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Published September 10 2007

Parshall community cleans up

PARSHALL, N.D. – A summerlong beautification project has dressed up this northwestern North Dakota community and taken steps toward racial harmony.

The project featured a cleanup campaign, flower planting and the start of an effort to paint murals in as many as 23 different locations around the city of 1,000 people.

The project was done through a Northwest Area Foundation program called Horizons, which is designed to reduce poverty and improve communities and is being used by towns across the state.

In Parshall, where about half of the population is American Indian, another goal of the project is to bring together people of different races and cultures.

Project coordinators Charles and Kathryn Garcia are planning a meeting Thursday to further refine Parshall’s goals.

“All of us have a choice in this. All of us can say what we have as a resource to put into our community,” Charles Garcia said. “We want to make sure the community benefits, not a certain few. Everybody has a voice. Everybody has a heart, and everybody has feelings and everybody is counted.”

Over the summer, residents were able to earn credit at city stores during a series of cleanup days, people planted lilac bushes, and Charles Garcia developed designs for murals for himself and school art students to paint. He has created murals for churches in Washington state, where the Garcias lived before moving to Parshall two years ago. He also created a few of the 70 murals in Toppenish, Wash., where the artwork is part of the town’s tourism draw.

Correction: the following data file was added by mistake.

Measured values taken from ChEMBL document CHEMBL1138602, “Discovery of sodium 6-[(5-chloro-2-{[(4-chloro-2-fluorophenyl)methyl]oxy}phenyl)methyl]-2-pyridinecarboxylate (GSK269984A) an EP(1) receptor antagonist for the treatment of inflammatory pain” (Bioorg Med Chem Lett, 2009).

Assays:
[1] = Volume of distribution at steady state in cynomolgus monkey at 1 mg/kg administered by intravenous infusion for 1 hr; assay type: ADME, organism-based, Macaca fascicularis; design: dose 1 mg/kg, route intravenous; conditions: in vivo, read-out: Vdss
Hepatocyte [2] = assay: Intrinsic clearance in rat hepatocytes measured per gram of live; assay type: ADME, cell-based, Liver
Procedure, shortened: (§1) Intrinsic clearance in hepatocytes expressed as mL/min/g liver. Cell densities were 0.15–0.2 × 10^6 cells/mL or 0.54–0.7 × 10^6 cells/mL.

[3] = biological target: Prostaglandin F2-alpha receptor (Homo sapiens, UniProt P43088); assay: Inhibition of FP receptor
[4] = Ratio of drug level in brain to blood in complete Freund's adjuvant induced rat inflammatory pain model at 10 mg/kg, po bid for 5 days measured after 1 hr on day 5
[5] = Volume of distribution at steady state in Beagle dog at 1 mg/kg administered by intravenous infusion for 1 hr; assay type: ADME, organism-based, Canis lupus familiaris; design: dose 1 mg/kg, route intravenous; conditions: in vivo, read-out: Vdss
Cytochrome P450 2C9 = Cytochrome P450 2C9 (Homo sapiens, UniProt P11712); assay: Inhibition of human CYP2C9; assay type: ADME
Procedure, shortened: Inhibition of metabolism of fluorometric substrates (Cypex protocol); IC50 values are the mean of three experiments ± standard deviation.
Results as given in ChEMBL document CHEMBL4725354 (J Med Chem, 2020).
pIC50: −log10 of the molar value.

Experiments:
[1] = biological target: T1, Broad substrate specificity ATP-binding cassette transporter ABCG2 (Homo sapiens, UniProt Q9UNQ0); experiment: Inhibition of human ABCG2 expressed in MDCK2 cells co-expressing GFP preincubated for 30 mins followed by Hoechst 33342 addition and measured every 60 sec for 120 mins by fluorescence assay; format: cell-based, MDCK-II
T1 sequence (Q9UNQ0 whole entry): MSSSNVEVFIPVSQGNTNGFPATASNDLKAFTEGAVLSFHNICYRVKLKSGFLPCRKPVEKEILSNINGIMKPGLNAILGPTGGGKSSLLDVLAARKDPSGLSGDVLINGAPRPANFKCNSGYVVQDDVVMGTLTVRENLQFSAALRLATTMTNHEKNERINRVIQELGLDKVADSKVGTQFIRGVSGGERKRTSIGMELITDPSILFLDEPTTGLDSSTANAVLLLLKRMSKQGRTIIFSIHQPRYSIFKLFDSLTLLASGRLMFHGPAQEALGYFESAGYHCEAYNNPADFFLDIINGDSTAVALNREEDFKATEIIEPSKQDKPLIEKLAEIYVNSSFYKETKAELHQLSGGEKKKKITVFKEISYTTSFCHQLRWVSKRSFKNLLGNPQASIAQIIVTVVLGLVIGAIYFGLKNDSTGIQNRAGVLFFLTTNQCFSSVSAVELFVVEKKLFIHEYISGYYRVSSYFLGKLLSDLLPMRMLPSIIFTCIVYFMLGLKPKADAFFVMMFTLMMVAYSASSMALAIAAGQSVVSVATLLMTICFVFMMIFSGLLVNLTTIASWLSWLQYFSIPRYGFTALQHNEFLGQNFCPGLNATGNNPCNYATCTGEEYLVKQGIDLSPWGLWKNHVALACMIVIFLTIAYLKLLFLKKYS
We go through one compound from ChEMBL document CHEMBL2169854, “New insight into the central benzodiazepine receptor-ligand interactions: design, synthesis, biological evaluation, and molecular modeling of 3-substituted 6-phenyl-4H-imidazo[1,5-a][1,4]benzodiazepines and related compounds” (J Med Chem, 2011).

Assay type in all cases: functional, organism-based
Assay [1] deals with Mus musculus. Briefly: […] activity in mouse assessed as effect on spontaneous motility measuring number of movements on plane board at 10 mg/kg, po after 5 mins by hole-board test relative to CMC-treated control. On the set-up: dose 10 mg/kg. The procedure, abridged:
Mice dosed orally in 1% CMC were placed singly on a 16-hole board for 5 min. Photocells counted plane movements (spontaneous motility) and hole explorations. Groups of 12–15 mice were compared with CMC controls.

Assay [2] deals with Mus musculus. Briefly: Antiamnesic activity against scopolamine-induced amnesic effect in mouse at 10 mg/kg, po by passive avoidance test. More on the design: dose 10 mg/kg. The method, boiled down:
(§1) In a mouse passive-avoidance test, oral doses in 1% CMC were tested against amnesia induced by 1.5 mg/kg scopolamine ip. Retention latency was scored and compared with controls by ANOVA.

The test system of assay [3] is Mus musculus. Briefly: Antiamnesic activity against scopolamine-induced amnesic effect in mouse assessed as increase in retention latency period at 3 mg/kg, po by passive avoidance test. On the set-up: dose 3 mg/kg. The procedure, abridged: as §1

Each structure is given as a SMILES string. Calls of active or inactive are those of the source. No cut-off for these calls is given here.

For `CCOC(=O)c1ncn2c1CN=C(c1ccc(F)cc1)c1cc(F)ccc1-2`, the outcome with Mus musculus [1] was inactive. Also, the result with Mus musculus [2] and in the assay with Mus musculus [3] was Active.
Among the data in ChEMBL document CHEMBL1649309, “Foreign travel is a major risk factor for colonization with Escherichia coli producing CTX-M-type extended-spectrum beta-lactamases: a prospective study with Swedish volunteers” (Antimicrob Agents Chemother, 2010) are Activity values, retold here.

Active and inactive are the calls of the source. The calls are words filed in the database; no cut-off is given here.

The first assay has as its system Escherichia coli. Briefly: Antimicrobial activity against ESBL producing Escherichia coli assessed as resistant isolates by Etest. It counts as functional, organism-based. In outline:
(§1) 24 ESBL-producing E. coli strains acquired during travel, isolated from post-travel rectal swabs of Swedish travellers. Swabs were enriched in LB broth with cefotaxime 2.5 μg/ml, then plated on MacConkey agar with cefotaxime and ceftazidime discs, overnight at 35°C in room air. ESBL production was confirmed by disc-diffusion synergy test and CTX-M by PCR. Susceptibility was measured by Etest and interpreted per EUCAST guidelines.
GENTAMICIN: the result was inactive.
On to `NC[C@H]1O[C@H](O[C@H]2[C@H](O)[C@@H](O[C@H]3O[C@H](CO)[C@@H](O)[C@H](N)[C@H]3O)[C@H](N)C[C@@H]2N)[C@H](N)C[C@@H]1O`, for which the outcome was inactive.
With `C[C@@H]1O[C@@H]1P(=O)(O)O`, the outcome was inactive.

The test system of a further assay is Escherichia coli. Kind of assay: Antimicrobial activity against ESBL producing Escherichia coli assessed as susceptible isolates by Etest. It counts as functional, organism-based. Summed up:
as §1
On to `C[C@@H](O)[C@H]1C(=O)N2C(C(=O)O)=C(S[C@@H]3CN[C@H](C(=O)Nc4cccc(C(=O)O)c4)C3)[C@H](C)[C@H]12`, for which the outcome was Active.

One of the goals of Parshall’s murals will be to inform visitors of the town’s history, Garcia said. Each of the art scenes will depict a piece of the town’s past, with space reserved for Parshall’s present and future.

One of Garcia’s murals features the merging of a feather and wheat, representing the native population and area farmers. Pillars at the sides underscore the strength of the bond, and a scissors at the bottom cuts through the word “poverty.”

Potential projects include a youth center, a center for people dealing with drug and alcohol problems and an assistance program for people looking to start home-based businesses.

After the Thursday meeting, Parshall will be eligible for a $1,500 grant from Horizons to organize a nonprofit corporation to spearhead its projects.

Horizons is providing $15,000 in assistance to get projects started. Another $10,000 will be provided at the end of the program to support the projects.

“With the help that is out there, we would have everything we would ever need for our small community,” Garcia said.